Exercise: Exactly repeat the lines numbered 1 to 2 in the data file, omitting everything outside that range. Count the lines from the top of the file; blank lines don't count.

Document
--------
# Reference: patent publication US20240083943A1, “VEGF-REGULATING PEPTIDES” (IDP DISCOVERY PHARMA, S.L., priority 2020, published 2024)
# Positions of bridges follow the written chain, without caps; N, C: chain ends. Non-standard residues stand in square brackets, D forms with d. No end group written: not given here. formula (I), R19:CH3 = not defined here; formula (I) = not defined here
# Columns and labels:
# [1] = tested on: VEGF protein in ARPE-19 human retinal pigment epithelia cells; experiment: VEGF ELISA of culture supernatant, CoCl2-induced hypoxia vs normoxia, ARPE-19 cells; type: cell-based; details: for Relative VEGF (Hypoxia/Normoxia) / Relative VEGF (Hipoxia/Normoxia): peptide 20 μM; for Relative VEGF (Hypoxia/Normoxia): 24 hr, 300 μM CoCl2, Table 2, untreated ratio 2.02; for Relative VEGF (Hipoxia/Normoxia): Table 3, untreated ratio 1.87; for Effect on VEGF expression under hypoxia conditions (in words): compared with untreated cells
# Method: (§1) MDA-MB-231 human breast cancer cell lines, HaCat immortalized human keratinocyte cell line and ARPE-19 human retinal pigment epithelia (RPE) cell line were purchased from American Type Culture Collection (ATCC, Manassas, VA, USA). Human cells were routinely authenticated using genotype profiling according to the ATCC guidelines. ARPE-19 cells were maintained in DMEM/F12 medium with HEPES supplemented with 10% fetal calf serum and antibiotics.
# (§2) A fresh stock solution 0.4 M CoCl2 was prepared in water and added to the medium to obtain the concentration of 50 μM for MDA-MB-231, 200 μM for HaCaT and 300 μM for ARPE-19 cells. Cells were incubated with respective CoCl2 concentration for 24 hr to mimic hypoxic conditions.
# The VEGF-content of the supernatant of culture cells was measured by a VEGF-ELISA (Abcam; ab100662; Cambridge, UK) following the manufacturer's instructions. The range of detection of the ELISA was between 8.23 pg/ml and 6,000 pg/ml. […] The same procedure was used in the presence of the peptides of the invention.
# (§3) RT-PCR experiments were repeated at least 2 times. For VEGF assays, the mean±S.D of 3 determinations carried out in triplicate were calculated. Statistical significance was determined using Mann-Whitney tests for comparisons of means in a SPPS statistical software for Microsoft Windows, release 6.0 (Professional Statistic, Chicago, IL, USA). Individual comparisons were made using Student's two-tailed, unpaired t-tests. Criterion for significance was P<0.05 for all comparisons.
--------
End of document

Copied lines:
# Reference: patent publication US20240083943A1, “VEGF-REGULATING PEPTIDES” (IDP DISCOVERY PHARMA, S.L., priority 2020, published 2024)
# Positions of bridges follow the written chain, without caps; N, C: chain ends. Non-standard residues stand in square brackets, D forms with d. No end group written: not given here. formula (I), R19:CH3 = not defined here; formula (I) = not defined here